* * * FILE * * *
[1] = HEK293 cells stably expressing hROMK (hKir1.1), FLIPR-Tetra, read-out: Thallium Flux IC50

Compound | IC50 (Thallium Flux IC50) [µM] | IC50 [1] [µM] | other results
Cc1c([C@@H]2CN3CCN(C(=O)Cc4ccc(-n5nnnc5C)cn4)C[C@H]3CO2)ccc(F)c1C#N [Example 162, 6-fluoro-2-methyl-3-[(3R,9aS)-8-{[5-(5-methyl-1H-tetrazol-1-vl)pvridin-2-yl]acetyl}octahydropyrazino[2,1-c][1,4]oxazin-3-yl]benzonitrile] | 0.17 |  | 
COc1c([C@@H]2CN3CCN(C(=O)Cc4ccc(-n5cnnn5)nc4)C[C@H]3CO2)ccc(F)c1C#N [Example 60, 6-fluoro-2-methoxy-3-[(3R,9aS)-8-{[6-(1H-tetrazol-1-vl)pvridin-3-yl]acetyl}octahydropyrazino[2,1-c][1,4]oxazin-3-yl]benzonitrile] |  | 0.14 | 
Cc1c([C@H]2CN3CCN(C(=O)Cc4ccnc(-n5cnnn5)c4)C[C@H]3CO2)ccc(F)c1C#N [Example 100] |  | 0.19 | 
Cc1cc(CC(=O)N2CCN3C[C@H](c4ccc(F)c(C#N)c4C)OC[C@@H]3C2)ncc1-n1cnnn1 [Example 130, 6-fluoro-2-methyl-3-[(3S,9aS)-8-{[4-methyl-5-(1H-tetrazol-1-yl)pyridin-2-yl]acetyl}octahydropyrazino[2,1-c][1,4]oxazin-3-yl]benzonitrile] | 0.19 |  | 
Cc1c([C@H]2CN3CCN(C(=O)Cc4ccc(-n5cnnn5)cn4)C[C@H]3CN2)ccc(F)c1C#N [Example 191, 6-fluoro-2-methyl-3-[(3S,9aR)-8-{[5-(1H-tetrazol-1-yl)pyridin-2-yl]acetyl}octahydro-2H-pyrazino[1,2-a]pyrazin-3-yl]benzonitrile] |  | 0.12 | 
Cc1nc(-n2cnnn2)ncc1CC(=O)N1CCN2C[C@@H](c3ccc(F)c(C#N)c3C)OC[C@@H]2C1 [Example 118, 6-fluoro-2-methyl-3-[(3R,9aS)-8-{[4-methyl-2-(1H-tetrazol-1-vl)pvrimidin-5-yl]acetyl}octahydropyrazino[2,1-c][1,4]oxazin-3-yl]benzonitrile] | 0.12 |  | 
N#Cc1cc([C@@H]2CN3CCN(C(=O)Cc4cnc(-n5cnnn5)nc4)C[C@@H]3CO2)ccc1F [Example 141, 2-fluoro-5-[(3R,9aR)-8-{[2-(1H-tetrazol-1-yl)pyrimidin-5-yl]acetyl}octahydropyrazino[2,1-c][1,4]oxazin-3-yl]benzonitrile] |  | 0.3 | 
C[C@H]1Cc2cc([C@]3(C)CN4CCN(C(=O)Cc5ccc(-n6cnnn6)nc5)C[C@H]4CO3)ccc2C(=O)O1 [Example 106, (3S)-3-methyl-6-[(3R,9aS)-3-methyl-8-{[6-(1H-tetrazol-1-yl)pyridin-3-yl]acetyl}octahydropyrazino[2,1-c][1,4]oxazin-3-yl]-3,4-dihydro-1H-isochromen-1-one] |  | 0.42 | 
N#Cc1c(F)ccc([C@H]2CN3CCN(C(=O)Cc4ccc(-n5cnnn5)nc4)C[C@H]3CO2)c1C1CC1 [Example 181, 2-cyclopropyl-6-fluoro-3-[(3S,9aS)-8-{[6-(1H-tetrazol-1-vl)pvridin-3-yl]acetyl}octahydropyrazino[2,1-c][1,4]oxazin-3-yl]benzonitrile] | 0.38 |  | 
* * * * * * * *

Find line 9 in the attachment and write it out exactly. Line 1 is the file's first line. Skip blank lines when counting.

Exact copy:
N#Cc1cc([C@@H]2CN3CCN(C(=O)Cc4cnc(-n5cnnn5)nc4)C[C@@H]3CO2)ccc1F [Example 141, 2-fluoro-5-[(3R,9aR)-8-{[2-(1H-tetrazol-1-yl)pyrimidin-5-yl]acetyl}octahydropyrazino[2,1-c][1,4]oxazin-3-yl]benzonitrile] |  | 0.3 | 